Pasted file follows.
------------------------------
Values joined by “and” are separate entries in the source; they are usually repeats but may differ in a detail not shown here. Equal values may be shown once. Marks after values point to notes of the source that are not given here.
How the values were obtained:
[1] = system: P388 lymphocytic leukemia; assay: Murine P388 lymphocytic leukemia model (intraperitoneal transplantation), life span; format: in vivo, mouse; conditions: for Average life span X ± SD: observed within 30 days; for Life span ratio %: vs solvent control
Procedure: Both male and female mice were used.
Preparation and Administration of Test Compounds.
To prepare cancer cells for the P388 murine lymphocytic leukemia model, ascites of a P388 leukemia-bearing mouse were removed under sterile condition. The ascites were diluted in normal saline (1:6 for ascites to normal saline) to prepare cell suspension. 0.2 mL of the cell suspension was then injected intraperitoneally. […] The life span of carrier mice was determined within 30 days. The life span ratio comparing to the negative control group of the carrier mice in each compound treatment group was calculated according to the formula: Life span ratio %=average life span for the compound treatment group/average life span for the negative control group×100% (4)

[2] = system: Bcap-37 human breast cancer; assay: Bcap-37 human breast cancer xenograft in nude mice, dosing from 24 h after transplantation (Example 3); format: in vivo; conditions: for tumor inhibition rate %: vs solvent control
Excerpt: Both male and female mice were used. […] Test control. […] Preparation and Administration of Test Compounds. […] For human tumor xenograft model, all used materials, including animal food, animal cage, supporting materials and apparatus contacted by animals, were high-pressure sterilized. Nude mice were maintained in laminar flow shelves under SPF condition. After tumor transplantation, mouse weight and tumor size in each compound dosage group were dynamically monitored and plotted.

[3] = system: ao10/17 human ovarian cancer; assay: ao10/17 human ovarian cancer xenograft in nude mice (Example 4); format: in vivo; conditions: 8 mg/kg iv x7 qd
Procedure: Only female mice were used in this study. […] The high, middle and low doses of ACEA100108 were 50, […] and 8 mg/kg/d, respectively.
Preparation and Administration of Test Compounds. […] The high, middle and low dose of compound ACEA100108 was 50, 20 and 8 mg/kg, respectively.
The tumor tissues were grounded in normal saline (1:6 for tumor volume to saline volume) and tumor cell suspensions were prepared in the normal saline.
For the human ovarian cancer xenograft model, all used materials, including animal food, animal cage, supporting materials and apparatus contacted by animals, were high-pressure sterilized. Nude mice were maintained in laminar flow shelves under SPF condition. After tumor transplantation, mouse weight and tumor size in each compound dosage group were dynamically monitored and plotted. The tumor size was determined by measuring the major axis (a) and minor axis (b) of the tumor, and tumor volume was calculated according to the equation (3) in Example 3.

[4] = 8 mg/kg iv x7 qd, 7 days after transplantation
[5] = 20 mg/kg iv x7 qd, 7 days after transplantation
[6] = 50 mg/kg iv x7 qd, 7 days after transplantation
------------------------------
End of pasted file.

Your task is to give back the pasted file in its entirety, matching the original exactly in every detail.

Values joined by “and” are separate entries in the source; they are usually repeats but may differ in a detail not shown here. Equal values may be shown once. Marks after values point to notes of the source that are not given here.
How the values were obtained:
[1] = system: P388 lymphocytic leukemia; assay: Murine P388 lymphocytic leukemia model (intraperitoneal transplantation), life span; format: in vivo, mouse; conditions: for Average life span X ± SD: observed within 30 days; for Life span ratio %: vs solvent control
Procedure: Both male and female mice were used.
Preparation and Administration of Test Compounds.
To prepare cancer cells for the P388 murine lymphocytic leukemia model, ascites of a P388 leukemia-bearing mouse were removed under sterile condition. The ascites were diluted in normal saline (1:6 for ascites to normal saline) to prepare cell suspension. 0.2 mL of the cell suspension was then injected intraperitoneally. […] The life span of carrier mice was determined within 30 days. The life span ratio comparing to the negative control group of the carrier mice in each compound treatment group was calculated according to the formula: Life span ratio %=average life span for the compound treatment group/average life span for the negative control group×100% (4)

[2] = system: Bcap-37 human breast cancer; assay: Bcap-37 human breast cancer xenograft in nude mice, dosing from 24 h after transplantation (Example 3); format: in vivo; conditions: for tumor inhibition rate %: vs solvent control
Excerpt: Both male and female mice were used. […] Test control. […] Preparation and Administration of Test Compounds. […] For human tumor xenograft model, all used materials, including animal food, animal cage, supporting materials and apparatus contacted by animals, were high-pressure sterilized. Nude mice were maintained in laminar flow shelves under SPF condition. After tumor transplantation, mouse weight and tumor size in each compound dosage group were dynamically monitored and plotted.

[3] = system: ao10/17 human ovarian cancer; assay: ao10/17 human ovarian cancer xenograft in nude mice (Example 4); format: in vivo; conditions: 8 mg/kg iv x7 qd
Procedure: Only female mice were used in this study. […] The high, middle and low doses of ACEA100108 were 50, […] and 8 mg/kg/d, respectively.
Preparation and Administration of Test Compounds. […] The high, middle and low dose of compound ACEA100108 was 50, 20 and 8 mg/kg, respectively.
The tumor tissues were grounded in normal saline (1:6 for tumor volume to saline volume) and tumor cell suspensions were prepared in the normal saline.
For the human ovarian cancer xenograft model, all used materials, including animal food, animal cage, supporting materials and apparatus contacted by animals, were high-pressure sterilized. Nude mice were maintained in laminar flow shelves under SPF condition. After tumor transplantation, mouse weight and tumor size in each compound dosage group were dynamically monitored and plotted. The tumor size was determined by measuring the major axis (a) and minor axis (b) of the tumor, and tumor volume was calculated according to the equation (3) in Example 3.

[4] = 8 mg/kg iv x7 qd, 7 days after transplantation
[5] = 20 mg/kg iv x7 qd, 7 days after transplantation
[6] = 50 mg/kg iv x7 qd, 7 days after transplantation